Alcohol consumption is associated with a decreased risk of venous thrombosis


Pomp, Elisabeth R. and Rosendaal, Frits R. and Doggen, Carine J.M. (2008) Alcohol consumption is associated with a decreased risk of venous thrombosis. Thrombosis and Haemostasis, 99 (1). pp. 59-63. ISSN 0340-6245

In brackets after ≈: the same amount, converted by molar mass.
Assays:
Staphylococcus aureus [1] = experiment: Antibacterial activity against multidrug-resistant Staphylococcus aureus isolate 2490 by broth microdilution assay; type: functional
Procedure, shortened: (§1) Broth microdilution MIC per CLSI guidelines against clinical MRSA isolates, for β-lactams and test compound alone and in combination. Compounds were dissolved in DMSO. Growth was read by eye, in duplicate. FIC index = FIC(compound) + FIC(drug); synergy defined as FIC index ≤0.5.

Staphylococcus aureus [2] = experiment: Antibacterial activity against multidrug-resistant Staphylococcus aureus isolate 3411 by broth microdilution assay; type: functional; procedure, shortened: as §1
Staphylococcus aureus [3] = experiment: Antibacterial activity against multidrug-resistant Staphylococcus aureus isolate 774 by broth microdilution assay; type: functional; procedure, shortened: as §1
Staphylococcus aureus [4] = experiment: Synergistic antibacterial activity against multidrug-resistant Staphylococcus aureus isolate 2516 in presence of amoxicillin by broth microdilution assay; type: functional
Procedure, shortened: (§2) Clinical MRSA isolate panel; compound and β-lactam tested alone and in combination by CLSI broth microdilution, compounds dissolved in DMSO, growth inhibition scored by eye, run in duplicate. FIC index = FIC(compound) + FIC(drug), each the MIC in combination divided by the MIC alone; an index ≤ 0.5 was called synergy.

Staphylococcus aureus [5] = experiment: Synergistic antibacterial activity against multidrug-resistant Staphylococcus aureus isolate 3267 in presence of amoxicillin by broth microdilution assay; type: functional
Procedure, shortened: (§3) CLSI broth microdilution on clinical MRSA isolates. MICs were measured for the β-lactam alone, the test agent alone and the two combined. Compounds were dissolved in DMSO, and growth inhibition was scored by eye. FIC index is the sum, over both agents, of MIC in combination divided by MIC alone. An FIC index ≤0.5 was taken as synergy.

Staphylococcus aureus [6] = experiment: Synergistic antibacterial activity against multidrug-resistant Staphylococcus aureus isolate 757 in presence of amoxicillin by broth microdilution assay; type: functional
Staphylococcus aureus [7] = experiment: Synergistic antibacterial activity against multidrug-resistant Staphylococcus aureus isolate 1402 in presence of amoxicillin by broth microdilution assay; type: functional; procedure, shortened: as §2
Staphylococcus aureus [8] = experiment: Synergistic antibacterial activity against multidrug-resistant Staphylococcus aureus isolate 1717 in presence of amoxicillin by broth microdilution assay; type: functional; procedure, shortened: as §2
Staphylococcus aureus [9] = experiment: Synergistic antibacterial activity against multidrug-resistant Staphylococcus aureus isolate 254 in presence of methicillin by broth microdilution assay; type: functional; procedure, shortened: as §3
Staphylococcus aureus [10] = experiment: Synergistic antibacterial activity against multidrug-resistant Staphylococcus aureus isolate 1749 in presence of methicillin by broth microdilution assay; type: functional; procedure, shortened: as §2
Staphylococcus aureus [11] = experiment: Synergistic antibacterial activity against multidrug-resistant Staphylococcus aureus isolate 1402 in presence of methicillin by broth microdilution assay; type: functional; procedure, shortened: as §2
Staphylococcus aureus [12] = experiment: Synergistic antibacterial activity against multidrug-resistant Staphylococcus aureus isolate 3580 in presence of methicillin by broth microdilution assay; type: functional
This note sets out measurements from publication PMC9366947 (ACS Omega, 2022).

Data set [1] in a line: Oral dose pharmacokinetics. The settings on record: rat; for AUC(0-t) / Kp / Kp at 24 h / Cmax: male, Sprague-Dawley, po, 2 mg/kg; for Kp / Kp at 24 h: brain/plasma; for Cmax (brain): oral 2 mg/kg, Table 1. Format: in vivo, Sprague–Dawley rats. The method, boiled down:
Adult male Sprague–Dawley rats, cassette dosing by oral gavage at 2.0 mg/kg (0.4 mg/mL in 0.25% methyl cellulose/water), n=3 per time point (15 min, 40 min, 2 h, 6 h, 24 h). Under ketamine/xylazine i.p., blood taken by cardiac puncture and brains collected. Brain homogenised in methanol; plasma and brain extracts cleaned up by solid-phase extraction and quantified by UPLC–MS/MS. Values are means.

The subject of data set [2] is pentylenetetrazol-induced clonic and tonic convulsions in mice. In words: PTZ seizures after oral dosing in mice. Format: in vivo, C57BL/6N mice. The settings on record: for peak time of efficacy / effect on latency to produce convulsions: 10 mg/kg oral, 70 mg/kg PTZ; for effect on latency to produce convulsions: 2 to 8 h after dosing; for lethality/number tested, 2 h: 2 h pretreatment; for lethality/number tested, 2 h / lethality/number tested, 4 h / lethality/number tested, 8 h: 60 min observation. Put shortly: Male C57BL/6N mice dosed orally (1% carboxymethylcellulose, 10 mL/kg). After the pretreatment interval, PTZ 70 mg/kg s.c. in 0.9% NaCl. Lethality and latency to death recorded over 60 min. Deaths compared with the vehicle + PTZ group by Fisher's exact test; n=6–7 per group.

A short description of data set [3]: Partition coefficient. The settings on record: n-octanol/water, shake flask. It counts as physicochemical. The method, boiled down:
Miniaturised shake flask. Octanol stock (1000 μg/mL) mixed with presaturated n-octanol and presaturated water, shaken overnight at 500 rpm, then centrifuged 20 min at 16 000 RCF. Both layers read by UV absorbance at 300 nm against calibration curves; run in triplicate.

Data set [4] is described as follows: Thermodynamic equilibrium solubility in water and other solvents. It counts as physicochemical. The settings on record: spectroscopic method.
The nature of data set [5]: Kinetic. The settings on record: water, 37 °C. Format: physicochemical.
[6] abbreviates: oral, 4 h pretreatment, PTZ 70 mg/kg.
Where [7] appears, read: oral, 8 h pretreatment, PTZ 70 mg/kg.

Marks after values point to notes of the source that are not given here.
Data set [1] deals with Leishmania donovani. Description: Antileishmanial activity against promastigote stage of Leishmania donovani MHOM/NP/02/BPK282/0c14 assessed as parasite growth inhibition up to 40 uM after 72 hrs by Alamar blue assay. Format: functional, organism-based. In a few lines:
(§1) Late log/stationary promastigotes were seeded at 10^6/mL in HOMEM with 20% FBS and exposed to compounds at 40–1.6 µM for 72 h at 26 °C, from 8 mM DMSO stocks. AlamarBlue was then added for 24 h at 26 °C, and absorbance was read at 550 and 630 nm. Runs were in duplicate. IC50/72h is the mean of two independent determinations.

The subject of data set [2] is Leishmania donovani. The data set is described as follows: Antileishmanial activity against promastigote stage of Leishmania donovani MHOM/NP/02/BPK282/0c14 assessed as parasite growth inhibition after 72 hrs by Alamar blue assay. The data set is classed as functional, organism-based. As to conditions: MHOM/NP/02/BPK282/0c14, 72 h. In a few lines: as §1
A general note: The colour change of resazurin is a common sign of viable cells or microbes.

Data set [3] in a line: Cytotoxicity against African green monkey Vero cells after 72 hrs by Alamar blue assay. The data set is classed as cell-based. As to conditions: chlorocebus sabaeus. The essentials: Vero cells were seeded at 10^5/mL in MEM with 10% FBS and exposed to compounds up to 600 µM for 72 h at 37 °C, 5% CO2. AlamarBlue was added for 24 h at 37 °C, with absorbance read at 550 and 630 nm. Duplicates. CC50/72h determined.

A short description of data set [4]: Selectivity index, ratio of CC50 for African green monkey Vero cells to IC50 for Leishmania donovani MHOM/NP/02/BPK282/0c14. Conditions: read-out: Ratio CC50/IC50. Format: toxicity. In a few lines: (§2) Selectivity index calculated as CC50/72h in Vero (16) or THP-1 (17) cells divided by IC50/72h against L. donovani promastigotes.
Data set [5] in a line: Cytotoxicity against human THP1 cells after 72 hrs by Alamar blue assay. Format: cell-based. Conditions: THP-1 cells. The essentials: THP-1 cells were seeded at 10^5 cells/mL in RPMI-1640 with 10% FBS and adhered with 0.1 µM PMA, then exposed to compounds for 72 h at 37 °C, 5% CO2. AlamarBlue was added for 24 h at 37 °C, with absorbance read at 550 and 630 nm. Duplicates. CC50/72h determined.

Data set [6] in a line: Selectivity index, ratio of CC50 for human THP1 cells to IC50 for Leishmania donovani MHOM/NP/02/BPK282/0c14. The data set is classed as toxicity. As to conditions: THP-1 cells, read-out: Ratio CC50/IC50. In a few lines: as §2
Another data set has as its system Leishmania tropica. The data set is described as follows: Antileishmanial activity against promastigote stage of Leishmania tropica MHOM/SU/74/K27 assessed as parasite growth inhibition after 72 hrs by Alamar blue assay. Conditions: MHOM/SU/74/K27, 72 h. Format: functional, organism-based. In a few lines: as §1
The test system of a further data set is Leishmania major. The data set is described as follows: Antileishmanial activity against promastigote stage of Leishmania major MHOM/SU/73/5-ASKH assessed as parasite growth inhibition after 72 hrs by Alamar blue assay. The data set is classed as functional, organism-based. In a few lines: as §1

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Abstract:Moderate alcohol consumption is associated with lower levels of several coagulation factors. It is an established protective factor for cardiovascular disease; however, the effect on venous thrombosis is unknown. In a large population-based case-control study, we evaluated the association between alcohol consumption and the risk of venous thrombosis.The MEGA study included consecutive patients with a first venous thrombosis between March 1999 and September 2004 from six anticoagulation clinics in the Netherlands.Partners of patients were asked to participate, and additional controls were recruited using a random digit dialling method.All participants completed a standardized questionnaire, and blood samples were collected. A total of 4,423 patients and 5,235 controls were included in the analyses. Alcohol consumption was associated with a reduced risk of venous thrombosis, with 2–4 glasses per day resulting in the largest beneficial effect (odds ratio [OR] 0.67, 95% confidence interval [CI95] 0.58–0.77) compared to abstainers.The effect was more pronounced in women (OR 0.66, CI95 0.53–0.84) than men (OR 0.82, CI95 0.63–1.07) and also more striking for pulmonary embolism (OR 0.56, CI95 0.46–0.70) than for deep venous thrombosis of the leg (OR 0.74, CI95 0.63–0.88). Compared to abstainers, fibrinogen levels were decreased in individuals who consumed alcohol (maximum decrease: 0.30 g/l). FactorVII and vonWillebrand levels were mildly decreased in these individuals but not consistently over the categories of alcohol consumption. In conclusion, alcohol consumption is associated with a reduced risk of venous thrombosis, which may be in part mediated by decreased fibrinogen levels.
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